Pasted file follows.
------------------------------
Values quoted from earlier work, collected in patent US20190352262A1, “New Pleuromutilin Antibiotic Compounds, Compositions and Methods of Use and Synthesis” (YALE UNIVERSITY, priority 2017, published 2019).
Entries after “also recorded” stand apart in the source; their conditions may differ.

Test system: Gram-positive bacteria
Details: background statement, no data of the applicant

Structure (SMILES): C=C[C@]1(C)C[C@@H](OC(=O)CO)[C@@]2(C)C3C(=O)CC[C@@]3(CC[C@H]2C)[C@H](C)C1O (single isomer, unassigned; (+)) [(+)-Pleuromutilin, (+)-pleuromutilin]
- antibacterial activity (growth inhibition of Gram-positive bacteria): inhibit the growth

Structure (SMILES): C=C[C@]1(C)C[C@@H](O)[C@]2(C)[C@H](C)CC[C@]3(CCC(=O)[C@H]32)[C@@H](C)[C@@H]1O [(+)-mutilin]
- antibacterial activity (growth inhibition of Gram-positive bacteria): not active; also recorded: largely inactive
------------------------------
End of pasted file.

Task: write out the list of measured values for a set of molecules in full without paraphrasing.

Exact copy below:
Values quoted from earlier work, collected in patent US20190352262A1, “New Pleuromutilin Antibiotic Compounds, Compositions and Methods of Use and Synthesis” (YALE UNIVERSITY, priority 2017, published 2019).
Entries after “also recorded” stand apart in the source; their conditions may differ.

Test system: Gram-positive bacteria
Details: background statement, no data of the applicant

Structure (SMILES): C=C[C@]1(C)C[C@@H](OC(=O)CO)[C@@]2(C)C3C(=O)CC[C@@]3(CC[C@H]2C)[C@H](C)C1O (single isomer, unassigned; (+)) [(+)-Pleuromutilin, (+)-pleuromutilin]
- antibacterial activity (growth inhibition of Gram-positive bacteria): inhibit the growth

Structure (SMILES): C=C[C@]1(C)C[C@@H](O)[C@]2(C)[C@H](C)CC[C@]3(CCC(=O)[C@H]32)[C@@H](C)[C@@H]1O [(+)-mutilin]
- antibacterial activity (growth inhibition of Gram-positive bacteria): not active; also recorded: largely inactive